Diagnosing Autism • There are no definitive medical diagnostic test to diagnose Autism. • Enlarged fetal brain maybe seen on scan • By definition symptoms of autistic disorder must be manifest by 3 yrs of age • Characteristic behavior may not become obvious until 2-6 yrs. • Developmental screening during check-ups is key in assessing baby’s progress
General Characteristics • Autism is a spectrum disorder therefore patients can exhibit any combination of the general characteristics and any degree of severity. Onset is within first 3 years of life. • Resistance to change, insistence on repetition • Difficulty in expressing needs (uses gestures instead of words) • Repeating word/phrases instead of normal responsive language • Inappropriate reactions (laughing, crying, tantrums) • Prefer to be alone, difficulty interacting with others
Characteristics of Autism • Little eye contact • Not responsive to verbal cues, acts as if deaf • Sustained unusual play (spinning objects) • Motor abnormalities (hand flapping, toe walking) • Disruptive behavior • May prefer to play alone • Apparent over/under sensitivity to pain • Noticeable physical over/under activity • Often have sensory integration problems - Smells may make them gag - Ordinary noise may be painful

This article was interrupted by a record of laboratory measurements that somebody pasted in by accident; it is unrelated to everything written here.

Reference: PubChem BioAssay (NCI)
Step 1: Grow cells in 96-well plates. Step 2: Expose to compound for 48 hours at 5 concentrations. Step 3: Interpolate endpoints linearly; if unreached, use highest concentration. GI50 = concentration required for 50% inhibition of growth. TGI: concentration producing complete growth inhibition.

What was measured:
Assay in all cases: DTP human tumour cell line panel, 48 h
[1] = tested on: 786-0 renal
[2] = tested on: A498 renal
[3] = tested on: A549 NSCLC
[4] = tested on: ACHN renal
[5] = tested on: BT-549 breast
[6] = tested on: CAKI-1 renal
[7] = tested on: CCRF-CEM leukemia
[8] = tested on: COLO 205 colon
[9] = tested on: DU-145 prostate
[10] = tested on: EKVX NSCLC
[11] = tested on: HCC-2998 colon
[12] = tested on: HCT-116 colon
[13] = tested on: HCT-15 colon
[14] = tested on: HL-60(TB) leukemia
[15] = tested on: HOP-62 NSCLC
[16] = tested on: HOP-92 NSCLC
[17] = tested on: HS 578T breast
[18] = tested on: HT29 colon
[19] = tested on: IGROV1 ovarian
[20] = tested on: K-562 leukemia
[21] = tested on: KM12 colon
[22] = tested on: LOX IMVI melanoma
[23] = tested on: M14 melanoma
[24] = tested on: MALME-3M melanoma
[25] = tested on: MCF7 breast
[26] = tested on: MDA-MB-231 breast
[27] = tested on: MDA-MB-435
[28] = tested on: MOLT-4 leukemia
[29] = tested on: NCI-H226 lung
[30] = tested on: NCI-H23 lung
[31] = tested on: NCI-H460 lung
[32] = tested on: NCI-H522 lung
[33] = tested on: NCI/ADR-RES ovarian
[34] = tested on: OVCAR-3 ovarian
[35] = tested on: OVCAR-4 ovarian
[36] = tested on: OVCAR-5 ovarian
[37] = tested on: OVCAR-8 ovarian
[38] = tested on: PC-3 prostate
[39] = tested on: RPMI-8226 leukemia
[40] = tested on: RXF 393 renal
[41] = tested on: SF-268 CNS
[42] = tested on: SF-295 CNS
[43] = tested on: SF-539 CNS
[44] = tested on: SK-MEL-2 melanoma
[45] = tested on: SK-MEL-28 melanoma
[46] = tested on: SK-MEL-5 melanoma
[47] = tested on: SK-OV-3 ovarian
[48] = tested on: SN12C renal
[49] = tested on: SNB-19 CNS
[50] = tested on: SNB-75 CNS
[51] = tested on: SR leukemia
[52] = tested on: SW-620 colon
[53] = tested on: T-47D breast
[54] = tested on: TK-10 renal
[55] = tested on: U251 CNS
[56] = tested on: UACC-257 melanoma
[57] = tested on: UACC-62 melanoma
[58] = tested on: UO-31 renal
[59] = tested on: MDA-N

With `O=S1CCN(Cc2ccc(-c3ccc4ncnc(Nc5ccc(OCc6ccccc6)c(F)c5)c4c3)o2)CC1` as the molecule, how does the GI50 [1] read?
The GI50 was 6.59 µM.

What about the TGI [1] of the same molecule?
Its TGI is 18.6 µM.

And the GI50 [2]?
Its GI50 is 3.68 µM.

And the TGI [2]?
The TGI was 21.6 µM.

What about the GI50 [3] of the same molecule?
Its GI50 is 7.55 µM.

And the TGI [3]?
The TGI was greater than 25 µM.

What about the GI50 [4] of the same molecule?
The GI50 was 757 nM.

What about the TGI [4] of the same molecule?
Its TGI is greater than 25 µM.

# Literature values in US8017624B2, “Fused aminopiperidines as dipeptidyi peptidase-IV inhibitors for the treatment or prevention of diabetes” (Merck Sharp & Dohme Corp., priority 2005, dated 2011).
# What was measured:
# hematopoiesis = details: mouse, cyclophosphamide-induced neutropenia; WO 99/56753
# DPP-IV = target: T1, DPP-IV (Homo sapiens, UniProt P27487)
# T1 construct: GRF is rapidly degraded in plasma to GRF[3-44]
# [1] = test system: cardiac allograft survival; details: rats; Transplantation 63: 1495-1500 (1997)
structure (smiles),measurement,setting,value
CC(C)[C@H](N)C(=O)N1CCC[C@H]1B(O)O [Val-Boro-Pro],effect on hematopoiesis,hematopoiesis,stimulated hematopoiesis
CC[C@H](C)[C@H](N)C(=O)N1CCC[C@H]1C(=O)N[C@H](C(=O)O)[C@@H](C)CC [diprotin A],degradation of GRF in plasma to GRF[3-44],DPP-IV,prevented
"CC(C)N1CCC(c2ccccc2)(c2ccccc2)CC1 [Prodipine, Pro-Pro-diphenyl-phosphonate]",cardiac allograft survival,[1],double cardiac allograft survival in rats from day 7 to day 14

Autism vs. Other Disabilities • Autistic children typically avoid or do not respond to social interaction • Children with ID typically enjoy social contact • Autistic children may test very well in mathematical, musical, or visual spatial skills. Will not test well in verbal and language skills. • Children with ID will test uniformly. • Autism can also present as obsessive compulsive disorder, ADHD, psychiatric disorders. • Early evaluation is critical. The earlier a child is diagnosed with autism, the earlier he/she can begin benefiting from treatment programs